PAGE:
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Grapes of wrath

Madhya Pradesh Governor Balram Jakhar got engaged when he was 10 days old. However he did not impose the hereditary practice on his children, writes Kumkum Chadha.

india Updated: Jul 19, 2007 23:58 IST
Kumkum Chadha

Madhya Pradesh Governor Balram Jakhar got engaged when he was 10 days old. Married before he turned a teenager, he set eyes on his wife only when he reached college. As a child-groom, he rode a horse and used his sword to shoo away barking dogs. He also danced in the wedding procession, little knowing that the festivities were his own wedding celebrations. Even during the wedding ceremony with Rameshwari, he did not realise what the vows meant. It was only as an adult that he saw the unfairness of being tagged on to someone he had never set his eyes upon. Apart from protesting against child marriages, Jakhar did not impose the hereditary practice on his children.

On a flight to the US, Jakhar was served red-flame grapes. On enquiring, he learnt that the grapes came from San Fransisco, he decided to head there. He spent three extra days learning how Americans grew the fruit Indians could not, and carried home a few saplings to sow in his village Maujgarh. The elders, of course, branded him a spoilt brat hellbent on wasting his ancestors’ legacy. The same way they had when he experimented with oranges on land where berries don’t grow. Oranges were a far cry. But Jakhar proved them wrong. He, in fact, set up a vinery in Pune in later years.

Of his two mothers, Ghotibai and Pato Devi, he was his stepmother’s favourite. “Bari ma” to him, she saw no logic in her husband’s insistence on sending the young Balram to school against his wishes. “If she had had her way, I would have remained uneducated,” says Jakhar. ‘Balla’ to her, Ghotibai kissed the ground he walked upon. She spoilt him endlessly and protected him from the wrath of family elders. Even today, only two women can bring tears in Jakhar’s eyes: the memory of bari ma and that of his wife.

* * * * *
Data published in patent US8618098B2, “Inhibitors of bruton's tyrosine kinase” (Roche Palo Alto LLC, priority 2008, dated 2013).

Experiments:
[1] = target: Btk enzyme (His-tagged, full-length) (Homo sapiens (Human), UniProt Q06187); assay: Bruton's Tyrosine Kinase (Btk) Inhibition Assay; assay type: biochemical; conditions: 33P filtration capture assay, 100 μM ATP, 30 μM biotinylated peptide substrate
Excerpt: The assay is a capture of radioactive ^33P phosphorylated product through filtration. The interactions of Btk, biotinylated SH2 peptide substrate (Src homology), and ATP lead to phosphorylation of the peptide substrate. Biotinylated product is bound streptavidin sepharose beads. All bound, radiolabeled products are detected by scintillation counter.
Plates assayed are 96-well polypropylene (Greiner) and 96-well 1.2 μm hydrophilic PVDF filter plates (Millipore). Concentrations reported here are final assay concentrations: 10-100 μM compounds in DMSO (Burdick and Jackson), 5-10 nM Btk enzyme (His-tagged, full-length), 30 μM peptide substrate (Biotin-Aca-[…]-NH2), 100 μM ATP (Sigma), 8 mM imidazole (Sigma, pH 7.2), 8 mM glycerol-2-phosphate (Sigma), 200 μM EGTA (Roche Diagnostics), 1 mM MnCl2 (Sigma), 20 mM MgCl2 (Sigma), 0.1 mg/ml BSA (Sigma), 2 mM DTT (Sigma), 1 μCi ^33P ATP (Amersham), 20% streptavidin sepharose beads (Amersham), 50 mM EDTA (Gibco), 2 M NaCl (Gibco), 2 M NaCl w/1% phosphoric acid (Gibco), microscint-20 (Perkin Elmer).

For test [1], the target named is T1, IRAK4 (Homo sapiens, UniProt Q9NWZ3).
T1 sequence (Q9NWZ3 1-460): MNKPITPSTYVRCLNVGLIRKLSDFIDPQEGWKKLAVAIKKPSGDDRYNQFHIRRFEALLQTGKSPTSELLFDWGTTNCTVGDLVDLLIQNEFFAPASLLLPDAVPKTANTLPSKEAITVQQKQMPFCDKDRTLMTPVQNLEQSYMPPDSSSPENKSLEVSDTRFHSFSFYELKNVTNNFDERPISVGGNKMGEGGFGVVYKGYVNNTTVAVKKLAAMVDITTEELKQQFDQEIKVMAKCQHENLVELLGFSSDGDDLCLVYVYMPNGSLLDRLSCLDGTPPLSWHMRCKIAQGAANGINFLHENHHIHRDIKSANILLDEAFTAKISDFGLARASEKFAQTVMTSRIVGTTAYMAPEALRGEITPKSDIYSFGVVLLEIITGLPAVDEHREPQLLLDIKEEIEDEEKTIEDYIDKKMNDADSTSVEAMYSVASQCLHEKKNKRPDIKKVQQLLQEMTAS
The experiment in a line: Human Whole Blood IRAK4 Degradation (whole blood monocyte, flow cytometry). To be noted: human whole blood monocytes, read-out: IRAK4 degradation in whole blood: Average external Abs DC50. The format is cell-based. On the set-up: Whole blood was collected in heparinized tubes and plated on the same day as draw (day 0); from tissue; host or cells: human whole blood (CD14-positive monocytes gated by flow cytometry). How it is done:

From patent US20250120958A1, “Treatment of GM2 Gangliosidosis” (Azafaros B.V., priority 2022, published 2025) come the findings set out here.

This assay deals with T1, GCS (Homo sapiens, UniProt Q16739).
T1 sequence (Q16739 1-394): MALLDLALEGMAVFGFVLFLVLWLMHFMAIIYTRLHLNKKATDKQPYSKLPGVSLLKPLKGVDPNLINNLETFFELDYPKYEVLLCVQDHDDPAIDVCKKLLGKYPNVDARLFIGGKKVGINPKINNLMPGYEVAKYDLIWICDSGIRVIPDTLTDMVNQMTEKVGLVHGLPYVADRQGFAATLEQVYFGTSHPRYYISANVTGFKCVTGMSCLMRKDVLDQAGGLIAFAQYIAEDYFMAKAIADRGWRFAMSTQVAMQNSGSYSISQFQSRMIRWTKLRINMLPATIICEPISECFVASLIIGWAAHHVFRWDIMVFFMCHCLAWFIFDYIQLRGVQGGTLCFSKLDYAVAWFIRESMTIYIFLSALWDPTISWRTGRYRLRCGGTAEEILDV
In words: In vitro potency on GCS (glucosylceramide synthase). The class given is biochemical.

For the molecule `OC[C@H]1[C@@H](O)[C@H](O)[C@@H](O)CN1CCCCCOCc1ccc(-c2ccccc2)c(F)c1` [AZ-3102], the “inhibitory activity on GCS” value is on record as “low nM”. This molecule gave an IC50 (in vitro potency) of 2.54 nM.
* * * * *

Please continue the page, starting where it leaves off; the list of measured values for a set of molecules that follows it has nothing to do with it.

His fondness for good things often landed him in trouble electorally. In the 1970s, the Opposition painted him out to be a murderer whose car crushed men and dogs alike. A check revealed that he drove a Cadillac, which, in the hands of a hapless mechanic — who couldn’t operate the automatic gear — rolled on, injuring a pedestrian. Posters branding Jakhar as a “killer” were pasted all over his constituency. As Lok Sabha speaker he did what he calls a “school master’s job” of disciplining MPs instead of students: a poor substitute for his unfulfilled ambition of being a college professor. Politics also cramped his affluent lifestyle, as it did his temper. Ask Sunil and he has instances galore of how, in a fit of temper, Jakhar has sent saucers flying across the room. Politics mellowed him and demanded diplomacy. Often he would force a smile when he was ready to kill: “Gussa peete peete bure ho gaye” (restraint has aged him), quips Sunil, his youngest son.

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